Catterick used to dish out 'school reports' to each player after every match. Young ? must try harder; Vernon ? much better in the second half. Can you imagine that today?

When they went away, there was no chance of players staying out late because Catterick kept all the room keys and you had to ask him to let you back into your room at the end of the night, although I'm sure it didn't deter the likes of Vernon and Kay who were free spirits to say the least.

My earliest memories are associated with those times and it was the first great team for a generation. Sadly another generation would pass until we saw the next great team in the 80s. In fact, that has been the repeated pattern for us ? once a generation ? which means we're overdue. The other repeated pattern is the premature break up of great teams, caused by rash management action or by things outside our control like world wars, European bans etc etc.

Like you I remember those players fondly ? Vernon the genius (and my all time favourite); Harvey who I rate above Ball, Young, Ball ? great mates; Kay(who would have been a World Cup winner); Wilson; Parker (who often tumbled down the stairs on a Friday night at the Royal Tiger in Liverpool; Morrisey (known as 'Spread' or 'alehouse'), who put the fear of God into defenders all over the place; 'Angel' Gabriel, as hard as nails, who when he first came down from Scotland used to pick players up after he'd half killed them; Labone, the gentleman; Harris, the joker and very under-rated; Temple, who had a cannonball shot; Tommy Ring, who was past his best but for a season showed everybody what was meant by 'a tricky Scottish winger'' ? his debut was against Notts Forest and we were 6-0 up by half time mainly laid on by him; Pickering, who scored a hat trick on his debut, also against Notts Forest from memory, again 6 goals that day.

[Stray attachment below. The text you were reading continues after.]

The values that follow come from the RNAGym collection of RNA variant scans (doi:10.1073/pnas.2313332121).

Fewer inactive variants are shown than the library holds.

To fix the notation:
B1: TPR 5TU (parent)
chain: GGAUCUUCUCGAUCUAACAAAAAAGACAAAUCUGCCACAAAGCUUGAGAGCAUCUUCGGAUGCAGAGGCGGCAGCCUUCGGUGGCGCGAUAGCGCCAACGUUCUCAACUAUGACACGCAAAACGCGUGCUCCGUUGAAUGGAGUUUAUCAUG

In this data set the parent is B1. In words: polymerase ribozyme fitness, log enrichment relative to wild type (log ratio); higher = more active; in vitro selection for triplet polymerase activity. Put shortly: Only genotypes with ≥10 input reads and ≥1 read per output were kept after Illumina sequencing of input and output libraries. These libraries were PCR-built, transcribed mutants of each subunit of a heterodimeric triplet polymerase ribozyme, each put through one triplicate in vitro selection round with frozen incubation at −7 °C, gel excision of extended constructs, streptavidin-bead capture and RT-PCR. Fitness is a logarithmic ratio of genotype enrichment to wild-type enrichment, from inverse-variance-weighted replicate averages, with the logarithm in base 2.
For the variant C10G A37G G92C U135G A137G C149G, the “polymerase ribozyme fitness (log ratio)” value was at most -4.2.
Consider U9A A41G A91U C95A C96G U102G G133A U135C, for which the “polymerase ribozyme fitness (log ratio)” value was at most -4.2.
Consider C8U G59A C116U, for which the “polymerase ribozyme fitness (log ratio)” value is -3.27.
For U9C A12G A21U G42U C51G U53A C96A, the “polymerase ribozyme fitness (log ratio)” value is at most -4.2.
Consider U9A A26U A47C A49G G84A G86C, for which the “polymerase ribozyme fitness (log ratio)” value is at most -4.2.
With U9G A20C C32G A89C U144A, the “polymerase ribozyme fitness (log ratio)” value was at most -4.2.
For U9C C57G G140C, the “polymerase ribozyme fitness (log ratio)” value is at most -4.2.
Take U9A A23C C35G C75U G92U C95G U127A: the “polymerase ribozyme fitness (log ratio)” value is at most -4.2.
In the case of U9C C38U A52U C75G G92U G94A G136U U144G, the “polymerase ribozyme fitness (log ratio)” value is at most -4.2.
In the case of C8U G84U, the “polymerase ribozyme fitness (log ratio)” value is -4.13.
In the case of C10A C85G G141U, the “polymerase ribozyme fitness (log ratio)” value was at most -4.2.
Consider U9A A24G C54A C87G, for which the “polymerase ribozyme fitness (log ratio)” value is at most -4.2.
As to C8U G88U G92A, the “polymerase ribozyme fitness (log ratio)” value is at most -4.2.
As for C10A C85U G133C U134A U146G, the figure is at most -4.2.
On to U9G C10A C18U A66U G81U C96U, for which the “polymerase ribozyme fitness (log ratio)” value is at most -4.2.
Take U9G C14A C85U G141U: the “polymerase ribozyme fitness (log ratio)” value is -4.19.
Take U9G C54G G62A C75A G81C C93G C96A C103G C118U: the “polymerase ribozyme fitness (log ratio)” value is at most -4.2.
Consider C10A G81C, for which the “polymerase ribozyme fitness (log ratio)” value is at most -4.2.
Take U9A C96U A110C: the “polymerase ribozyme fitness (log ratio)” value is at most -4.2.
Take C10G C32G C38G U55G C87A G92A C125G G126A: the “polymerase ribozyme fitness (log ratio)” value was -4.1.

Both teams being 'sent off' against Leeds at Goodison; Fairs Cup against Dunfermiline on the night that the Cuba Missile Crisis was reaching its climax ? very scary, extremely dirty; first Derby for years in 1962 at Goodison; Vernon's typical penalty; Dennis Law playing for Manchester CITY and being outclassed by Vernon and Collins; Young soaring like an eagle against Spurs.

It's bloody endless! God how lucky were we?

Richard Tarleton
3   Posted 11/02/2011 at 15:52:36

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I agree with you, Chris, Harvey was for me the king of midfielders and like you I rate Vernon very highly. I wrote an appreciation of him on ToffeeWeb a few years back. We all loved Ring, and Micky Lill too, a different type of winger ? fast, direct and a goal-scorer ? but who like Ring only played for us for a very short time because of injury.

Yes, John Carey produced a team that played great football and bought many of the great players, but it's Catterick who won the honours. I never understand how Catterick is quite so ignored.

David Booth